Day 5. Fiskardo (Kefalonia) – Ithaka
28, 71 km (17, 84 mi)
Your next stop is the island of Ithaca to the east, more specifically the marina of Vathi. You know this island from the Odyssey-legends, but it has been an on-going argument among historians if it really was the home of Odysseus. Since there is no airport, most tourists come here as part of a round trip. Thanks to this, Ithaka is the island of peace and quiet, even in the high season. It has a 100 km long coastline, and you can visit several bays.
Day 6. Ithaka – Argostoli (Kefalonia)
84, 73 km (52, 65 mi)
You can find the largest marina of Kefalonia in Argostoli. You can quickly get to the city centre from here where many restaurants, taverns and shops await you. The city is home to the largest theatre building and an archaeological museum. If you are interested in medieval history, you can find the remains of the 12th-century St. George’s Castle 8 km from the city. Visit the Lighthouse of Saint Theodori south of the city. It is astonishing! If you are near Sami, do not miss out on the Melissani Lake Cave that you can discover by boat! It is very popular, so you may have to wait a few hours to get in.
Day 7. Argostoli (Kefalonia) – Agios Nikolaos (Zakynthos)– Zakynthos (Zakynthos)
69, 03 km (42, 89 mi)
Finally, you arrive at your last stop, the island of Zakynthos. If you feel like it, you can sail around the island. There are many beautiful, hidden beaches. The most popular is Navagio Bay. It is a very unique place because there is an old shipwreck on the beach. We recommend visiting the island of Marathonisi that is shaped like a turtle. It is south of Zakynthos. You can see sea turtles here.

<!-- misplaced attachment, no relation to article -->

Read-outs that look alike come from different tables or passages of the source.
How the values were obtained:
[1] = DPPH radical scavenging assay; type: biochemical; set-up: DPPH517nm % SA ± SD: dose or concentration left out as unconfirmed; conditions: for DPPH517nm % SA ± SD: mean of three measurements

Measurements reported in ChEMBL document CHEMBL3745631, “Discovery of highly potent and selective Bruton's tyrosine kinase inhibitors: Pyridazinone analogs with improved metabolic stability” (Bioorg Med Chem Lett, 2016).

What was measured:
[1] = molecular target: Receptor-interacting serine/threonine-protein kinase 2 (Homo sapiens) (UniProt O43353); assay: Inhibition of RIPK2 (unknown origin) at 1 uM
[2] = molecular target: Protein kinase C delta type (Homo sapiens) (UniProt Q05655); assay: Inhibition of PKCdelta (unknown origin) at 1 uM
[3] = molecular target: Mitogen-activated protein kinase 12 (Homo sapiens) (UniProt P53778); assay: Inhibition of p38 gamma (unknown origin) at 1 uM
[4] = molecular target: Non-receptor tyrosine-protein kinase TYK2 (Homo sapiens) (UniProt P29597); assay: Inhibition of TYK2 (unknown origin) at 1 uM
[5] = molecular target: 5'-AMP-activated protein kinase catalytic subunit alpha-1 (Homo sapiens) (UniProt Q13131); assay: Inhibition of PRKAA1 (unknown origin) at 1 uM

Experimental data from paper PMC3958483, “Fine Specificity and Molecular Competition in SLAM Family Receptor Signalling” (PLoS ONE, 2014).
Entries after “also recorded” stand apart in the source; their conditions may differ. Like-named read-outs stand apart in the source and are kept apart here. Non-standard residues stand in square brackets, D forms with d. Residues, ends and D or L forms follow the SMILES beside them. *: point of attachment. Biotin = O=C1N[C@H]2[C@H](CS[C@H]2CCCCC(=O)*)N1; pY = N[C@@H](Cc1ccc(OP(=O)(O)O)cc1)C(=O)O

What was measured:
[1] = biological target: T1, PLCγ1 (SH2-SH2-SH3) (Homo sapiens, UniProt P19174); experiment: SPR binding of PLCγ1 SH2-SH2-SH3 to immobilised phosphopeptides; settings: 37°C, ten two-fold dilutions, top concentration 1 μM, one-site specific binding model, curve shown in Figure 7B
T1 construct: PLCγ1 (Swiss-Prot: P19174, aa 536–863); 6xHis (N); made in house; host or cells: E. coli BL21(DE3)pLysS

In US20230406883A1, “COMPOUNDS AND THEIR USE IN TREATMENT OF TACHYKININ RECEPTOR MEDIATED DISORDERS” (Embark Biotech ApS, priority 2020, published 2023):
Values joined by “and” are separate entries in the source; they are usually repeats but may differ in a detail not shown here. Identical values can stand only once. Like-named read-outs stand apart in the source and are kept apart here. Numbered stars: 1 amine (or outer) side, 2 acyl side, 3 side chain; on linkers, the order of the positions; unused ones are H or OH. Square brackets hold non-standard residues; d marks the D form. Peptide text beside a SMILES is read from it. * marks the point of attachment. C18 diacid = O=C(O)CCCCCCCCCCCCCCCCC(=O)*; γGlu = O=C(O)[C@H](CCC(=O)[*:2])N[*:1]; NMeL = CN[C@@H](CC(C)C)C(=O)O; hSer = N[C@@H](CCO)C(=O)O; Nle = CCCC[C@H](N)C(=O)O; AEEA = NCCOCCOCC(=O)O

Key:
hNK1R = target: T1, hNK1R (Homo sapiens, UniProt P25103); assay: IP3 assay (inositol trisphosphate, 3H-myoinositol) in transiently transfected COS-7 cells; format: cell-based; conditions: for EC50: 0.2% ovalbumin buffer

Agios Nikolaos is a very popular seaside town. It has a great beach where you can try several water sports. If you get hungry, there are many taverns and bars to choose from.
Then, you arrive in the capital of Zakynthos, which has the same name as the island. You should definitely visit the Venetian Fortress near the city, at least for the great panoramic view. If you are interested in the history and memories of the city before the earthquake, check out the Byzantine Museum! You can see the model of the city pre-earthquake and many memorabilia.
1-week sailing tours from Athens
The Saronic Islands are an interesting addition to the Greek archipelago, we recommend visiting them. You leave from Athens, visit some of the Saronic Islands, and then, you return your boat in Athens.
Day 1. Athens (Kalamaki-Alimos Marina) – Selinia Salamis 14, 52 km (9, 02 mi), Day 2. Selinia Salamis – Aegina (Egina) 25, 14 km (15, 62 mi), Day 3. Aegina (Egina) – Egistri 7, 80 km (4, 85 mi), Day 4. Agistri – Methana 17, 89 km (11, 11 mi), Day 5. Methana – Poros 10, 79 km (6, 71 mi), Day 6. Poros – Agia Marina (Egina) 33, 01 km (20, 51 mi), Day 7. Agia Marina (Egina) – Glyfada (Agios Kosmas) – Athén (Kalamaki-Alimos Marina) 27, 33 km (16, 98 mi)
In Greece, the beginning of September is still the high season, but there are much less tourists from the middle of the month. If you want a more peaceful and less hot holiday, plan a September holiday in Greece! Find Greece sailing destinations or Greek sailing routes